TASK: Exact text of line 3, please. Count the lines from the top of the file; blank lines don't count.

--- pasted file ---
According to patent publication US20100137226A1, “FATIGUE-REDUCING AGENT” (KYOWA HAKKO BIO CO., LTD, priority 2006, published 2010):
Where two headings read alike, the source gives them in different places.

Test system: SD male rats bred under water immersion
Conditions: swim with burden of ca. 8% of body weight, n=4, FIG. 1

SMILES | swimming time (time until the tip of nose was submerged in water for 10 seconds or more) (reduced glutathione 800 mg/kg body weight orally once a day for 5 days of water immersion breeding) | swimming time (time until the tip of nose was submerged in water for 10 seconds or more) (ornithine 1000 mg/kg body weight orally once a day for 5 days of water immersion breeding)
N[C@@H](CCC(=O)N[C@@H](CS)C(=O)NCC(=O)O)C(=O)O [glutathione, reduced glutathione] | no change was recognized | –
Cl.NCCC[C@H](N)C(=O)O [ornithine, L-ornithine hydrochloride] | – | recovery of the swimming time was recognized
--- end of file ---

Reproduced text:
Test system: SD male rats bred under water immersion